Some Less-Publicised Facets of Saint Vincent

Francisco Javier Fernández ChentoVincent de PaulLeave a Comment

Author: Thomas Davitt · Year of first publication: 1982 · Source: Colloque, Journal of the Irish Province of the Congregation of the Mission, no. 5.
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“Saints must not be reduced to plaster statues, to colourless figures always first in the class and never singing a wrong note”1. This idea is now generally accepted, but there is another way in which an author can convey, perhaps unconsciously, the impression that there is not much common ground between his subject and his readers. In the case of St. Vincent it is the barrier-like effect of the titles Founder of the Congregation of the Mission and the Daughters of Charity, Apostle of Charity, Great Saint of the Great Century, or, even more grating, The Holy Founder. These verbal walls tend to suggest that we cannot come too close to the late Rev. V. de Paul, CM, our deceased confrère. Louise provides the corrective to this. On 6 June 1649 she wrote to Sister Jeanne Lepeintre in Nantes:

Fr Vincent says you may go to confession to him. But remember, no matter how good he may be — even if he were a saint raised up by God — you must be careful about becoming too familiar with him. My Sisters, you know how dangerous this is and what trouble it can cause in the community, and how difficult it is to be rid of the evil once it has entered through the door.

(Letters of St Louise, No. 249)

Vincent was sixty-eight at the time but Louise thought it necessary to remind the Daughters that he was still a man, and like them we also need to be reminded of this. Behind the Saint there was a man, behind the Founder a confrère. Keats in one of his letters wonders what position Shakespeare was seated in when he began to write To be, or not to be…; he was trying to reach the man behind the Famous Author. There is plenty of material to let us get to the man behind the Saint and Founder but authors and anthologists don’t seem to publicise it. Abelly mentions an occasion when Vincent and a companion were served tasteless fish in an inn and Vincent called for some oil to give a bit of taste to the meal. Then, thinking he may have scandalised him he apologised to his companion2. Abelly relates this because he thinks it interesting that Vincent apologised, but it is far more interesting that Vincent wasn’t going to put up with tasteless fish. He could be annoyed with people also; in 1638 he wrote to Louise:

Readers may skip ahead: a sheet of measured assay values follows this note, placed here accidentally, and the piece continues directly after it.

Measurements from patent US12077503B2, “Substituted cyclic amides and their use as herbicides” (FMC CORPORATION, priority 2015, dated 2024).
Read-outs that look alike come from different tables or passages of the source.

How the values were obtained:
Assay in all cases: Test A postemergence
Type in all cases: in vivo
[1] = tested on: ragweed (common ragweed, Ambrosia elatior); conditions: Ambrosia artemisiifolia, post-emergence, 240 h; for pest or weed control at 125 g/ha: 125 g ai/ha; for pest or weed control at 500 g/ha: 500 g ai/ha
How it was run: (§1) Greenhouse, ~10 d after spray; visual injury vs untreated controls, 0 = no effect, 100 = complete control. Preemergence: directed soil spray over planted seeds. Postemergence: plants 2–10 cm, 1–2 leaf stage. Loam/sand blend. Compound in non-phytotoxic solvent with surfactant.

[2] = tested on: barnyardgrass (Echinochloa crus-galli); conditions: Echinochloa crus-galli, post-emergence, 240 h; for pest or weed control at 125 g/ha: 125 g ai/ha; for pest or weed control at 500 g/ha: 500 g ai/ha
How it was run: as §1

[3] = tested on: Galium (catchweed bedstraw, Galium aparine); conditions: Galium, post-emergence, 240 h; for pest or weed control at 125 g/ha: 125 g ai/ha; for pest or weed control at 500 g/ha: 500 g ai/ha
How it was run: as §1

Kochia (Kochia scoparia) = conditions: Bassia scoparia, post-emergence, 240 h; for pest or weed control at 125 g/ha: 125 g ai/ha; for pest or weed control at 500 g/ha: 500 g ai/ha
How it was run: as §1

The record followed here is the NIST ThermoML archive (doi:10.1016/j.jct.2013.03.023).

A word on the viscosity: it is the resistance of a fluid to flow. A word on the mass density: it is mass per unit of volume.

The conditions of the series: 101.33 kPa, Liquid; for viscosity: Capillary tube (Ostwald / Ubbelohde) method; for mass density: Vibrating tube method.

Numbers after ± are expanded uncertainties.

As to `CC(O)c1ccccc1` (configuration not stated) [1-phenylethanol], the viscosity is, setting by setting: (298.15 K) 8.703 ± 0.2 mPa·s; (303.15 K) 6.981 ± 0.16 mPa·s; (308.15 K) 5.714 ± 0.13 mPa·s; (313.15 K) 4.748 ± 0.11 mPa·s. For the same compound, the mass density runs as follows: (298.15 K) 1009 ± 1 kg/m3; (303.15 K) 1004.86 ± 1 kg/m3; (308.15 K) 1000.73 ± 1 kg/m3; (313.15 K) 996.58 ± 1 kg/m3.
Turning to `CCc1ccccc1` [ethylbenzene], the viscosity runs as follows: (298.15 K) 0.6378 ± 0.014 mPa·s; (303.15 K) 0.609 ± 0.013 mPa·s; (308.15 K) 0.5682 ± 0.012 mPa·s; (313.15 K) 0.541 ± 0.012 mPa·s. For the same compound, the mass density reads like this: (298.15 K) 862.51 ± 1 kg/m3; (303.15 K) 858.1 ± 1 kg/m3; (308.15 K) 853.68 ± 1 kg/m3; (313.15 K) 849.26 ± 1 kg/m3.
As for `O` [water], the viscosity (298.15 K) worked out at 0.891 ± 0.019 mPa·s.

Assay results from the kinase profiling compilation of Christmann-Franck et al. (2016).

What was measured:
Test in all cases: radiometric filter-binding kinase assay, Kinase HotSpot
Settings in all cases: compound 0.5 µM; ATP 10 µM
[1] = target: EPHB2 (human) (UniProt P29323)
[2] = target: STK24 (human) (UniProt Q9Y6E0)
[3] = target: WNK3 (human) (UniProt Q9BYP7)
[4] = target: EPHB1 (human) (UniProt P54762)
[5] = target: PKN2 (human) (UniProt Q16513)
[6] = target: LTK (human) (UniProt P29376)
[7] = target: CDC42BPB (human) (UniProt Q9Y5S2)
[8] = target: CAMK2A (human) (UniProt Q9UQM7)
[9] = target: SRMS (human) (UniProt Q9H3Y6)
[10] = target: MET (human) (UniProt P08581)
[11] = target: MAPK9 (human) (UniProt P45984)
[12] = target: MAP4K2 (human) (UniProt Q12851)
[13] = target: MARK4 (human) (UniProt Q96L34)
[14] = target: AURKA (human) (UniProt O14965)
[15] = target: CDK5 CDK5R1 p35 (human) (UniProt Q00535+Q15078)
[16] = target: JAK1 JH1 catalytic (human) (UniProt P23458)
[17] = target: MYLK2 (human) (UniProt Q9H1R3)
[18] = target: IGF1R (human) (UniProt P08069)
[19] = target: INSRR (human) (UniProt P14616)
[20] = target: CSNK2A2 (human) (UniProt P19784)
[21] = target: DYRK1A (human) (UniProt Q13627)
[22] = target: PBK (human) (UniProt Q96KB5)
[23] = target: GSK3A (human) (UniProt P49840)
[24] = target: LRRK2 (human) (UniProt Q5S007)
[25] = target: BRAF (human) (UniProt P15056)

I’m annoyed with Fr Dehorgny that he went off down the country without letting you have any money. Send word to me if you need any. I have the key of the safe but have no time to go and get it. I’ve never been busier … (1518)

In a letter to François du Coudray in 1634 he refers to simplicity as

…the virtue which I love most and to which, it seems to me. I pay most attention in my conduct. (1284)

Five years later in writing to Louise about her son Michel, who was at the Bons-Enfants, he says he will send over there to see how things are but without letting it be known that that is what he was doing (I 584). The following year he writes to Lambert aux Couteaux that Louise would like Lambert to make a detour to Angers and under the guise of a casual visit conduct a visitation (II 67). Two years later he was making a visitation of the ursulines in Beauvais and wrote from there to Bernard Codoing in Rome. He mentions that funds for the work of the ordination retreats in Rome were being provided by the Duchess of Aiguillon but that it would be better if Codoing did not let their origin be known since her uncle Cardinal Richelieu was not then popular in Rome (II 271). In the 1634 letter referred to he had added that he had made progress in this virtue of simplicity.

He had quite a share of scepticism about people. One of the reasons he wanted something like a vow of stability for the Congregation was to save it from those who joined in order to get educated at its expense and left it after ordination (IV 133). In 1658 he wrote to Edme Jolly, superior in Rome:

I’m glad you always have plenty of people on retreat. you should be aware that quite a number of people, on pretext of making a retreat, come only for the food. There are those who are quite content to put in a quiet seven or eight days at no expense (VII 376).

A student in Saint-Lazare had a brother in Le Mans who showed interest in joining the Congregation. Vincent when writing to the superior in Le Mans suggested that perhaps the young man wanted merely to see his brother, or to see Paris, or both (VII 227).